Asia-Pacific

India Steps Up Citizen Activism to Protect Women

Last month, Delhi Police launched a unique initiative to check spiralling crimes against women in the city, also known dubiously as the "rape capital" of India. It formed a squad of plainclothes officers called "police mitras" (friends of the police) -- comprising farmers, homemakers and former Army men -- to assist them in the prevention and detection of crime and maintenance of law and order.

Trump Needs Lessons in Geopolitics : Musharraf

US President-elect Donald Trump has shown he has much to learn about South Asia, Pakistan’s former President Pervez Musharraf said in an interview with IPS. But he counted on Trump having an open mind.

Pakistan and India Unlikely to Move to All-out War: Musharraf

High levels of both conventional and nuclear deterrence are likely to prevent the recent surge in clashes between India and Pakistan from escalating into all-out war, according to Pakistan’s former president and army chief Pervez Musharraf.

Pervez Musharraf Sets out ‘Higher’ Comeback Plans

Pakistan’s former President Pervez Musharraf says he intends to make a second bid for a political comeback next year, aiming to return from self-imposed exile to forge a new party that would bridge ethnic and sectarian divides.

Rohingya Refugees Trapped in Limbo

Amid growing persecution by Myanmar's military, thousands of minority Rohingya Muslims in its western state of Rakhine have fled their frontier villages and are languishing along the Myanmar-Bangladesh border for lack of shelter and emergency supplies.

Debate Roils India Over Family Planning Method

The Indian government's decision to make injectable contraceptives available to the public for free under the national family planning programme (FPP) has stirred debate about women's choices in the world's largest democracy and second most populous country.

Australian Activists, Dissenters and Whistleblowers Feeling the Heat

For Australian activist Samantha Castro, it was her association with the non-profit publishing organisation Wikileaks that brought her to the attention of the Australian Federal Police (AFP).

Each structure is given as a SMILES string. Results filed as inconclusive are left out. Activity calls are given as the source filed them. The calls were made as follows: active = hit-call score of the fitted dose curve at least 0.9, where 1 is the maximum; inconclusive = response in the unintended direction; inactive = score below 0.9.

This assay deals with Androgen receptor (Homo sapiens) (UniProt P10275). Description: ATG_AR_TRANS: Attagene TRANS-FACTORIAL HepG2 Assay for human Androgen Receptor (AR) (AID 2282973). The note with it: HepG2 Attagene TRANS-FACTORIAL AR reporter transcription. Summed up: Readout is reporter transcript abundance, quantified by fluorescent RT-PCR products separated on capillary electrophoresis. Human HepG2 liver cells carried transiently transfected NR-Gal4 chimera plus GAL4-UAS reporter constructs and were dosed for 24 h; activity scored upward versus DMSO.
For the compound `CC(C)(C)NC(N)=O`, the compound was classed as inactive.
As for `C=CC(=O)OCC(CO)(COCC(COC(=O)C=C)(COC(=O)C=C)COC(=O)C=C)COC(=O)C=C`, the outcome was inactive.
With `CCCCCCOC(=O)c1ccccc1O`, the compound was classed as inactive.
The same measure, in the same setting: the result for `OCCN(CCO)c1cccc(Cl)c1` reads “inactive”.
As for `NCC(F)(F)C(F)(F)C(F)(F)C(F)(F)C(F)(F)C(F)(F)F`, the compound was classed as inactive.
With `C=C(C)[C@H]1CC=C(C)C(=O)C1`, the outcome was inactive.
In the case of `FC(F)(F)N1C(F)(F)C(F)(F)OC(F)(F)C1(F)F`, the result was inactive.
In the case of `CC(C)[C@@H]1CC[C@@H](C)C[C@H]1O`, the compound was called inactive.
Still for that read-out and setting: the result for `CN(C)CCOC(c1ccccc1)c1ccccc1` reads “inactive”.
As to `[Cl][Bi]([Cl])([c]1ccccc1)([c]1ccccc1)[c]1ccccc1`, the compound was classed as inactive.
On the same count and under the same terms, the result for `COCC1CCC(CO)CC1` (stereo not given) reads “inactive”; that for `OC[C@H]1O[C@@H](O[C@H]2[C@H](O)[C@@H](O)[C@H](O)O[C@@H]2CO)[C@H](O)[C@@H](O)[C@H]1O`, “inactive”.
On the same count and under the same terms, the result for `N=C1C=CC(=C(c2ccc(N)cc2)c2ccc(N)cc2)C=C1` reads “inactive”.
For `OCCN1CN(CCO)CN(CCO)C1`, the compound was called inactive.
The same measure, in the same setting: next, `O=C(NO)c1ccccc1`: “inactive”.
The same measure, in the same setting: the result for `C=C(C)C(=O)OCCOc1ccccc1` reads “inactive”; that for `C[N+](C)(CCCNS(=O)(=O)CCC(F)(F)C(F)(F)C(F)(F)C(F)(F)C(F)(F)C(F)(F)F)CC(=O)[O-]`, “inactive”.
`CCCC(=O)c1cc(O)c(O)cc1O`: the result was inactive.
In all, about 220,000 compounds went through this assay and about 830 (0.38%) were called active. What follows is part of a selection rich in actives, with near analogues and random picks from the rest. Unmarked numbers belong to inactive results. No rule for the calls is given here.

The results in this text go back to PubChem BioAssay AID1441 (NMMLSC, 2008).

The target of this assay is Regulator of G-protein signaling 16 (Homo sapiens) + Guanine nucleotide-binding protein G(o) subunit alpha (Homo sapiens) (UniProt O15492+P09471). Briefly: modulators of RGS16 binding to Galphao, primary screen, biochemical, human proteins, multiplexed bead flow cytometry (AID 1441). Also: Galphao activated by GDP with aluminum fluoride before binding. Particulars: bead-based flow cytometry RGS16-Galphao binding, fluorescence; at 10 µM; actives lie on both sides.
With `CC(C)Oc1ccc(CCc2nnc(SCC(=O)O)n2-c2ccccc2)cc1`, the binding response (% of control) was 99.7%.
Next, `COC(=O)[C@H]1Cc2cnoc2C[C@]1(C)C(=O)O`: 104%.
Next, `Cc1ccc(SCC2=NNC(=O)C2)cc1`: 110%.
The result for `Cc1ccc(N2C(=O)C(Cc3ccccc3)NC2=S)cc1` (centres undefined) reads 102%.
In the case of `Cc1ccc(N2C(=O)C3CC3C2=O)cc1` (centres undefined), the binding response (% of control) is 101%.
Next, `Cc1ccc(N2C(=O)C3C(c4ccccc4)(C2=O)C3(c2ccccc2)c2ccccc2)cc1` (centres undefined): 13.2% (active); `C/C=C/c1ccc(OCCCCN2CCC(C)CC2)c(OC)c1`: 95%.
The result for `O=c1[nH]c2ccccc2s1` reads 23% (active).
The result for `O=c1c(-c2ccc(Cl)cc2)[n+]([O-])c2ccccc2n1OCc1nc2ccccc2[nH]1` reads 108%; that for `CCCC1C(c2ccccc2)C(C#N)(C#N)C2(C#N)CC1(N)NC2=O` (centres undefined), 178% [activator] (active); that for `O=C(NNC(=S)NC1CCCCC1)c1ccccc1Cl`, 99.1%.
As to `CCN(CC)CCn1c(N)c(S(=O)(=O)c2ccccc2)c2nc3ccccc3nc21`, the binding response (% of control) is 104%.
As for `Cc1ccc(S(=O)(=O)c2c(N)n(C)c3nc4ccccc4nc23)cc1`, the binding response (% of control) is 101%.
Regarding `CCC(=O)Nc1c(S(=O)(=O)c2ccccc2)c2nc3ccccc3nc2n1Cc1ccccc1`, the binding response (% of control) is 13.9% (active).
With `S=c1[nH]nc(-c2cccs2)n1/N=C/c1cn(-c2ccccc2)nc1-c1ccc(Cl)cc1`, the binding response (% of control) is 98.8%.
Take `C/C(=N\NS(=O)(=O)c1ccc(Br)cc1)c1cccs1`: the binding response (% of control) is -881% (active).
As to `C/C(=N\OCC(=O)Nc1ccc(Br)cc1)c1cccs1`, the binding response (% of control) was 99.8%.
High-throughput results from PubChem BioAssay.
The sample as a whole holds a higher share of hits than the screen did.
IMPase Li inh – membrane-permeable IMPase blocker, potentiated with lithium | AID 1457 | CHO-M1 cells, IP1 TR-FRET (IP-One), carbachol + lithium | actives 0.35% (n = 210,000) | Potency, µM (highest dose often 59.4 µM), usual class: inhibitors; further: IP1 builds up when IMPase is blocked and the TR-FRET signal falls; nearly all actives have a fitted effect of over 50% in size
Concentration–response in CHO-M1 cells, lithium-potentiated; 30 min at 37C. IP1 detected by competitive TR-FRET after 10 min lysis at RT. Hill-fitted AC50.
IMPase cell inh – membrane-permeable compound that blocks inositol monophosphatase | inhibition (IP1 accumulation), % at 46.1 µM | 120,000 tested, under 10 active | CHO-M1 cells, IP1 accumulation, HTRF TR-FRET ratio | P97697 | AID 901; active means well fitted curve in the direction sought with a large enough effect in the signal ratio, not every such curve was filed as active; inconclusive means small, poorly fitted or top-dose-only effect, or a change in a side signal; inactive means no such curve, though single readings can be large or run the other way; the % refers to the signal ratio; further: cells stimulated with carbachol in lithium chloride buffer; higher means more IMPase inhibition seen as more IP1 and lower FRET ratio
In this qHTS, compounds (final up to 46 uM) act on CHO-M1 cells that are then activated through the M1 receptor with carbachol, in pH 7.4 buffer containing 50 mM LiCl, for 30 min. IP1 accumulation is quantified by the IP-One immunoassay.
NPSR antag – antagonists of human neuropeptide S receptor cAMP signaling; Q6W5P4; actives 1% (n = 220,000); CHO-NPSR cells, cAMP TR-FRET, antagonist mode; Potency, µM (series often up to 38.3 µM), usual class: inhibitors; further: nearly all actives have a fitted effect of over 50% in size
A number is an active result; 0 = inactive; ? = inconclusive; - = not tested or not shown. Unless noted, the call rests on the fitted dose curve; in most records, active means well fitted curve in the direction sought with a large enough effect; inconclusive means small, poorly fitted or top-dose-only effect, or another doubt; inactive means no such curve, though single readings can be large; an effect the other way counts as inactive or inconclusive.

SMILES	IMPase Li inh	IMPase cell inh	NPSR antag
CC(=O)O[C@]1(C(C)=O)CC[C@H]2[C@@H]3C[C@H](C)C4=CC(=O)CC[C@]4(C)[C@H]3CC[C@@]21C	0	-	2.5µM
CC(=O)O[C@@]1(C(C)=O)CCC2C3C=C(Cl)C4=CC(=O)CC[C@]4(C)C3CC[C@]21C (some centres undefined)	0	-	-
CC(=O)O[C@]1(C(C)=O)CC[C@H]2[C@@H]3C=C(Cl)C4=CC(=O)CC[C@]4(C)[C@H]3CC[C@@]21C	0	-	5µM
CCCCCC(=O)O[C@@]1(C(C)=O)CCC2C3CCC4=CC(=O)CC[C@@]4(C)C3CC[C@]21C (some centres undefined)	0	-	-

Students Under Siege as Schools Burn in India’s Troubled Kashmir

In the fading light of a November afternoon, 12-year-old Mariya Sareer bends over a textbook, trying to read as much as she can before it gets dark. It's been nearly five months since the seventh grader from Shurat, a village 70 kms south of Srinagar city, last went to school, thanks to a raging political conflict.

Peace Fails to Bring Prosperity in Eastern Sri Lanka

It is a Tuesday afternoon and only a handful of devotees have flocked to the Meera Grand Mosque in Katankuddi, about 300 kms east of the capital Colombo.

The Perils of Writing about Toilets in India

Journalist Stella Paul was midway through an interview about toilets when she found herself, and the women she was speaking to, under attack from four angry men.


Q&A: Bangladesh’s ‘Higher Trajectory of Development’ Not Easy but Achievable

Bangladesh, a country of 160 million people, has made significant progress in its efforts to accelerate economic growth, reduce poverty and promote social development, but it now faces certain challenges in consolidating these achievements and marching forward on the higher trajectory of development, says one of its leading economists.

Stronger Collaboration for Greater Energy Access in Asia Pacific

The emergence of new ideas, technological advancements and innovative market-driven financing solutions has lent confidence to the idea that universal access to energy services is attainable. This is particularly good news in the Asia and the Pacific region, where, despite making significant contributions to global growth and poverty reduction since 2000, nearly half a billion citizens still have no access to modern energy, principally in rural and far-flung areas. Three-quarters of these people live in South Asia alone. Some 70% of the Pacific island households are un-electrified, a level similar to sub-Saharan Africa. The lack of electricity and clean cooking options marginalizes predominantly remote and slum communities who are trapped in energy poverty, preventing them from stepping on the first rung of the ladder to prosperity.

Farming Brings Stability to Remote Villages in Papua

Only two decades ago, Usku, Molof and Namla, three villages in Senggi District, Papua, were the battlefield of feuding tribes fighting for their ulayat (communal land). Afra, the triumphant tribe, then settled in the villages and led a life of hunting and gathering.

Water Bodies Central to Urban Flood Planning

“The rain was our nemesis as well as our saviour,” says Kanniappan, recalling the first week of December 2015 when Chennai was flooded.

Trump, Clinton, Obama and the TPP

The Trans-Pacific Partnership (TPP) agreement between the US and eleven other Pacific Rim countries was under negotiation for the first seven years of the Obama presidency. For the first four years, Hilary Clinton was the Secretary of State, directly supervising the negotiations. Even after she quit her cabinet position to launch for her second presidential bid, she continued to tout it in superlative terms.

Next Page »